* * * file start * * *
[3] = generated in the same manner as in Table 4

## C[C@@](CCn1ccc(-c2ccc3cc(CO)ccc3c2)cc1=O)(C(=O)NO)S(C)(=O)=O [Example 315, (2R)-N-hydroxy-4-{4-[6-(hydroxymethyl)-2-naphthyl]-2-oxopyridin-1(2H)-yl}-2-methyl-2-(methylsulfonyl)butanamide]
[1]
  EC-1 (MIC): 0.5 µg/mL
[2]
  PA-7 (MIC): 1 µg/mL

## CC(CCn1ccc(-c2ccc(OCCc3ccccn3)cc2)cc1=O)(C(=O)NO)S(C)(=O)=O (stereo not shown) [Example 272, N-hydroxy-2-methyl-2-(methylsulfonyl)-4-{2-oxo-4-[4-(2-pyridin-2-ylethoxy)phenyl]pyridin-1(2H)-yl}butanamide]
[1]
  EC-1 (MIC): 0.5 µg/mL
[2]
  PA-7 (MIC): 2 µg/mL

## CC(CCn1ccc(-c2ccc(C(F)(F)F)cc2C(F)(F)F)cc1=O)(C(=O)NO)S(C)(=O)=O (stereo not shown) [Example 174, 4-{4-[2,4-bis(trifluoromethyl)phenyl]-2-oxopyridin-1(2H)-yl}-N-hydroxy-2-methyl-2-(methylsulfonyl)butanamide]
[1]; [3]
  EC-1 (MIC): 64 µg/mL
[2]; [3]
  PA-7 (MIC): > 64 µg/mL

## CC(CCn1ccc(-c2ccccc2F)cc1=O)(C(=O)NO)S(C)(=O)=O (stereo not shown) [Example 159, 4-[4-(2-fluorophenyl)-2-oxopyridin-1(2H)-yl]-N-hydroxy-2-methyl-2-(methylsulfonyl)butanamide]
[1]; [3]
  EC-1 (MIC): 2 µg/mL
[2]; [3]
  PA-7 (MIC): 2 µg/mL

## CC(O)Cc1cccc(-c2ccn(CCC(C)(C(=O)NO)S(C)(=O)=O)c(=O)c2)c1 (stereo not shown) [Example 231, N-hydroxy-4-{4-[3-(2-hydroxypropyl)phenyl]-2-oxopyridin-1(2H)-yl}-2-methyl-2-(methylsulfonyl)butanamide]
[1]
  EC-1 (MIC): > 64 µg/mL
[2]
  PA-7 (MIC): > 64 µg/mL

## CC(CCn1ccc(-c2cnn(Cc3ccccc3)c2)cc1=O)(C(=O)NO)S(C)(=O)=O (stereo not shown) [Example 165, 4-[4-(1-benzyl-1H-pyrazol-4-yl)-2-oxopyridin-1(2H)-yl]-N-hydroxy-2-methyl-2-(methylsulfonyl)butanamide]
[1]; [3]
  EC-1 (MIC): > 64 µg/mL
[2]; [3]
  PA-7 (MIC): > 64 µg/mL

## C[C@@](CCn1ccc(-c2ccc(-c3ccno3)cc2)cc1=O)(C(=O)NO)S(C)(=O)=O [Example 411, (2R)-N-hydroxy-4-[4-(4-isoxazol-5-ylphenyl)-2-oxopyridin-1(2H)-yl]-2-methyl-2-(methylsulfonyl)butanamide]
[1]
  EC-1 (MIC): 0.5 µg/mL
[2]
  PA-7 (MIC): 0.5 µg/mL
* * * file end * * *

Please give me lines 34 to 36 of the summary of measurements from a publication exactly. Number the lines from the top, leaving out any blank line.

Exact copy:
  EC-1 (MIC): 0.5 µg/mL
[2]
  PA-7 (MIC): 0.5 µg/mL